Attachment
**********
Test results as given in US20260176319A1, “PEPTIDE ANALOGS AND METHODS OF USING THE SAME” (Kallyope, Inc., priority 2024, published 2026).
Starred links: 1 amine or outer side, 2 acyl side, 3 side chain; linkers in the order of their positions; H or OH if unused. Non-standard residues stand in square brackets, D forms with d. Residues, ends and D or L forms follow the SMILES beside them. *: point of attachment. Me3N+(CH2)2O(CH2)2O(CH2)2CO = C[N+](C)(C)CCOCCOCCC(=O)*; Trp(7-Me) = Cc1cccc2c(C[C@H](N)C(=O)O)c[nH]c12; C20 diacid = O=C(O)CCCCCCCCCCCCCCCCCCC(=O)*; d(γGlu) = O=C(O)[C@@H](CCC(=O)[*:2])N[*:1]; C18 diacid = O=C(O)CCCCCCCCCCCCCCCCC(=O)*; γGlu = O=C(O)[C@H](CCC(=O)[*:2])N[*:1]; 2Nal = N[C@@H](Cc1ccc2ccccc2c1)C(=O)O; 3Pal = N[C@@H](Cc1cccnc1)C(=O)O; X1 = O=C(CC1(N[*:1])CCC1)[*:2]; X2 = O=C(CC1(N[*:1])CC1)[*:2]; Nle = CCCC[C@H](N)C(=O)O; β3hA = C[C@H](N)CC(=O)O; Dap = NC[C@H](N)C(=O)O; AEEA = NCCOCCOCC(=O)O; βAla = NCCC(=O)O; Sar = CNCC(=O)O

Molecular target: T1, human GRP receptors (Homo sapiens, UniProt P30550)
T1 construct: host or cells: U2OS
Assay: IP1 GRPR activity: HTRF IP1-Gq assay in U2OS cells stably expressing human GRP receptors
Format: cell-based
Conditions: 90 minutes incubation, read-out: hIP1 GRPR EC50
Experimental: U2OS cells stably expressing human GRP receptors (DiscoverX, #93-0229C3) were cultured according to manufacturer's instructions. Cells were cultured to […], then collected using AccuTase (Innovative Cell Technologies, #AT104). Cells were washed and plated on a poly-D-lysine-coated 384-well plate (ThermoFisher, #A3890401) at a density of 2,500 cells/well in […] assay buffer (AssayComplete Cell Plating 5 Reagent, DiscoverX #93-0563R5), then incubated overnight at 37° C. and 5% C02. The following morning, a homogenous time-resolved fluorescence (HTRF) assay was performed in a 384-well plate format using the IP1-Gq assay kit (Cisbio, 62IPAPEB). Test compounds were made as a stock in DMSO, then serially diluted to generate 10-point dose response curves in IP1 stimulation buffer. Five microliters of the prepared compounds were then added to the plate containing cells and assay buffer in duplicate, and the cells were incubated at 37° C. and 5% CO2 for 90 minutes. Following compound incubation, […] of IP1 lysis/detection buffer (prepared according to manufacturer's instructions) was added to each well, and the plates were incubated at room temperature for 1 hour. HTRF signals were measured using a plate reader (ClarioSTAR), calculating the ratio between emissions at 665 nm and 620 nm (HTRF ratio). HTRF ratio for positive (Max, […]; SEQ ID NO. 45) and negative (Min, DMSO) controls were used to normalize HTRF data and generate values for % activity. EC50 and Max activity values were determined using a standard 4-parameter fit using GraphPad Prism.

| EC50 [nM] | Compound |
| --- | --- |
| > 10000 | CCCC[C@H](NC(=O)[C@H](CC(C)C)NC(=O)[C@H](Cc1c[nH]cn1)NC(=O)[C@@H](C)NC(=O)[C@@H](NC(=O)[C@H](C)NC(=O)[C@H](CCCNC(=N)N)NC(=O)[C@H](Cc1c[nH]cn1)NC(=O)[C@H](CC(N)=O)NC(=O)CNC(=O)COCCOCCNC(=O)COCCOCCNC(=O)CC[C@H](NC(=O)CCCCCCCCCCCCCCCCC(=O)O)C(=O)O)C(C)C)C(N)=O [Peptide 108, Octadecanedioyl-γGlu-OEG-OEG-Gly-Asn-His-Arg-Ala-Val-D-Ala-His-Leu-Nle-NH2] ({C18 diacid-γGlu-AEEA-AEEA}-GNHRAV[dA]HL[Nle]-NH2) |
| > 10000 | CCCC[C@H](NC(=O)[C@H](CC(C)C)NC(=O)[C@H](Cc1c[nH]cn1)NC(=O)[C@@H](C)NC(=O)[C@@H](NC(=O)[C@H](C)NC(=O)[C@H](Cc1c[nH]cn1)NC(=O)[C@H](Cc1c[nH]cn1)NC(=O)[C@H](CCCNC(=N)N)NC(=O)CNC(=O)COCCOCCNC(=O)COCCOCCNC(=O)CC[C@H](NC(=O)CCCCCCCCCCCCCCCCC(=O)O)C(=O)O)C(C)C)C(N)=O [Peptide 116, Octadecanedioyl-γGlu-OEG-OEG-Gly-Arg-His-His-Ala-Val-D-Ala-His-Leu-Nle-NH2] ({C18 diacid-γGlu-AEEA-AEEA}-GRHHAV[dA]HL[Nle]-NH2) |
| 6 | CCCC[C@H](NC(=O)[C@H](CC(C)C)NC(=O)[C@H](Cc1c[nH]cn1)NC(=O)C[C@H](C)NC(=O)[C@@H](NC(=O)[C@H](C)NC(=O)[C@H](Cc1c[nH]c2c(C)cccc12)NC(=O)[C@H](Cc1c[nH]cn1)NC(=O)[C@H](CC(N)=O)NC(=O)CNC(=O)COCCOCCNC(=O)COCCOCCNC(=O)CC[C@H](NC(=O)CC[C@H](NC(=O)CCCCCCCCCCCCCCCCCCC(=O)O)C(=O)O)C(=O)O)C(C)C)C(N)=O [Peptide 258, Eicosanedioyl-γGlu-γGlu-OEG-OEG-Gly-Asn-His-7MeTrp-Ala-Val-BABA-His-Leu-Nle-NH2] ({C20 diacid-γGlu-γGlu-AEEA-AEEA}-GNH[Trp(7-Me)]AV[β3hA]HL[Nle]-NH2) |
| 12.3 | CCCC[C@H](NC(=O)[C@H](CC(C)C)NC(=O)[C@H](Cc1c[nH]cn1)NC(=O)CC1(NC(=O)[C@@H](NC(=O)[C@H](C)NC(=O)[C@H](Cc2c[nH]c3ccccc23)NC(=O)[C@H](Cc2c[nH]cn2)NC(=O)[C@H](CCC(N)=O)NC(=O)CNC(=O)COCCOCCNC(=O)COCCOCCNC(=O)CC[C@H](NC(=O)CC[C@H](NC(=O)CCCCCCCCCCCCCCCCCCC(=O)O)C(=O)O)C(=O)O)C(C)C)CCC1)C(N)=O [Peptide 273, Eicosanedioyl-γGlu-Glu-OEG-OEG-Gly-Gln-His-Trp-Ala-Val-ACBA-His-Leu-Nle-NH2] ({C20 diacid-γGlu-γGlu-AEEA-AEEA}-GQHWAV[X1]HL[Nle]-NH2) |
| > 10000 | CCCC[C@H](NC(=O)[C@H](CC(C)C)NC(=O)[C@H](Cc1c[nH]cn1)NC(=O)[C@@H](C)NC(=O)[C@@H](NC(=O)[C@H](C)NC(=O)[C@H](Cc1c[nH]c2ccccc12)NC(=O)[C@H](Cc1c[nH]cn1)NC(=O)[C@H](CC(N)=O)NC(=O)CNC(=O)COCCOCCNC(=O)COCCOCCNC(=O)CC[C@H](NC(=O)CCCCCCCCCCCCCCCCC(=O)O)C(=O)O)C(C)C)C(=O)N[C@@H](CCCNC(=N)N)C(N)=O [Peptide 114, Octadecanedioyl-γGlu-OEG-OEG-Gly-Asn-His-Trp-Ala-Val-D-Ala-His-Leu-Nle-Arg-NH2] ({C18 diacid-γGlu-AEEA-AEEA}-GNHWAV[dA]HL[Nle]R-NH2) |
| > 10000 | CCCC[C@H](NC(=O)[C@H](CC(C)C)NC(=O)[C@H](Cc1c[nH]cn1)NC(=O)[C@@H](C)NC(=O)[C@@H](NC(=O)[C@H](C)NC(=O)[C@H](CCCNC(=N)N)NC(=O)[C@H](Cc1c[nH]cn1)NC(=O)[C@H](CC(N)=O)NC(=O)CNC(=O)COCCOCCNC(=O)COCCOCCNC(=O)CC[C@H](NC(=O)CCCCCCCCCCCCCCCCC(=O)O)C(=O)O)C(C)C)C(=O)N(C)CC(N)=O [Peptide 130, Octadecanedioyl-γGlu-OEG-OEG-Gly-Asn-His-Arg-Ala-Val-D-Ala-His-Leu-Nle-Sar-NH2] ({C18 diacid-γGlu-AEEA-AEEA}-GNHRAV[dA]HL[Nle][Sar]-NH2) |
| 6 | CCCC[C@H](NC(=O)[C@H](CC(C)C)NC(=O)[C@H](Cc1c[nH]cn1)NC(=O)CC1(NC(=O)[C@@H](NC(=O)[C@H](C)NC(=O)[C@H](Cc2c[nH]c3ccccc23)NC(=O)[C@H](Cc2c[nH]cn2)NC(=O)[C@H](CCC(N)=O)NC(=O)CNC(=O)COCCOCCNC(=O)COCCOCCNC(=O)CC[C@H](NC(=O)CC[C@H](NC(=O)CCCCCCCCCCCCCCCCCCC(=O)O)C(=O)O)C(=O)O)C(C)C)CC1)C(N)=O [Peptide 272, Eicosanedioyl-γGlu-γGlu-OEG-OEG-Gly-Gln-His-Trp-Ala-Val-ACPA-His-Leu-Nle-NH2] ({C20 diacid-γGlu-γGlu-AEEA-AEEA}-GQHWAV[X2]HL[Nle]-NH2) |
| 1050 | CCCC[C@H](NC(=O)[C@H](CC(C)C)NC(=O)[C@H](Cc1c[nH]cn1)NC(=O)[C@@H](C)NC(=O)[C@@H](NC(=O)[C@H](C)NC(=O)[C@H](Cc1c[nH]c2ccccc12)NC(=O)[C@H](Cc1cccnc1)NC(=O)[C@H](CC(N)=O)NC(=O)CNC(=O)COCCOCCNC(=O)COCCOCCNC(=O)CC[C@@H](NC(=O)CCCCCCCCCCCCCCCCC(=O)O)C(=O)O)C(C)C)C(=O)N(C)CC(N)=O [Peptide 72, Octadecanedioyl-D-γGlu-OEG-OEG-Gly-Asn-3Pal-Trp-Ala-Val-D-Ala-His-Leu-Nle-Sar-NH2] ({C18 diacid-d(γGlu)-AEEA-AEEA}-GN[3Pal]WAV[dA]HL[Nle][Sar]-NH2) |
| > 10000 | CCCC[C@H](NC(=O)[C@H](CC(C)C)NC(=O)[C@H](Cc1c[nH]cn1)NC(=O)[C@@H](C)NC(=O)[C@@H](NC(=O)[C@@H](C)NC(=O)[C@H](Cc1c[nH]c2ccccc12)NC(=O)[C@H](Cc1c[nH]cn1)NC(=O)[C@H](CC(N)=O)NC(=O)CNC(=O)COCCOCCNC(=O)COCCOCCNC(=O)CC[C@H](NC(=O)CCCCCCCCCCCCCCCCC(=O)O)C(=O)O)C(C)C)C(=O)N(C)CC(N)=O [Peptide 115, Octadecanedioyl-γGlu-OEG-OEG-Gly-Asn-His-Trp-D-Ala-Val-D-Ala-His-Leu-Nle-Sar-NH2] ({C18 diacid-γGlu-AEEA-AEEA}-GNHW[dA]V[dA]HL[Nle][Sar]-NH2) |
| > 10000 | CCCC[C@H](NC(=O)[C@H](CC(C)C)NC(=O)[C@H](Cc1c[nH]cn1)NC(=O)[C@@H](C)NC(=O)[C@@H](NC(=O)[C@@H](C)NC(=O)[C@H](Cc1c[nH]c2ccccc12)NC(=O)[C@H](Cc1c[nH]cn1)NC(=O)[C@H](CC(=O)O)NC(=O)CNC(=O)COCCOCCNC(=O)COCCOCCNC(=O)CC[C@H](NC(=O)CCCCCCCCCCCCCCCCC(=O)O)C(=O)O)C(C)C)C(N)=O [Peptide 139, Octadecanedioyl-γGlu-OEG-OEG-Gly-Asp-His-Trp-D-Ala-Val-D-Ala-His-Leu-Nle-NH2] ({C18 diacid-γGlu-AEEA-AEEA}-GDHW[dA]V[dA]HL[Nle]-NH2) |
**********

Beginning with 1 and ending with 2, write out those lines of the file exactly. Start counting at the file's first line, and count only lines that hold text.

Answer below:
Test results as given in US20260176319A1, “PEPTIDE ANALOGS AND METHODS OF USING THE SAME” (Kallyope, Inc., priority 2024, published 2026).
Starred links: 1 amine or outer side, 2 acyl side, 3 side chain; linkers in the order of their positions; H or OH if unused. Non-standard residues stand in square brackets, D forms with d. Residues, ends and D or L forms follow the SMILES beside them. *: point of attachment. Me3N+(CH2)2O(CH2)2O(CH2)2CO = C[N+](C)(C)CCOCCOCCC(=O)*; Trp(7-Me) = Cc1cccc2c(C[C@H](N)C(=O)O)c[nH]c12; C20 diacid = O=C(O)CCCCCCCCCCCCCCCCCCC(=O)*; d(γGlu) = O=C(O)[C@@H](CCC(=O)[*:2])N[*:1]; C18 diacid = O=C(O)CCCCCCCCCCCCCCCCC(=O)*; γGlu = O=C(O)[C@H](CCC(=O)[*:2])N[*:1]; 2Nal = N[C@@H](Cc1ccc2ccccc2c1)C(=O)O; 3Pal = N[C@@H](Cc1cccnc1)C(=O)O; X1 = O=C(CC1(N[*:1])CCC1)[*:2]; X2 = O=C(CC1(N[*:1])CC1)[*:2]; Nle = CCCC[C@H](N)C(=O)O; β3hA = C[C@H](N)CC(=O)O; Dap = NC[C@H](N)C(=O)O; AEEA = NCCOCCOCC(=O)O; βAla = NCCC(=O)O; Sar = CNCC(=O)O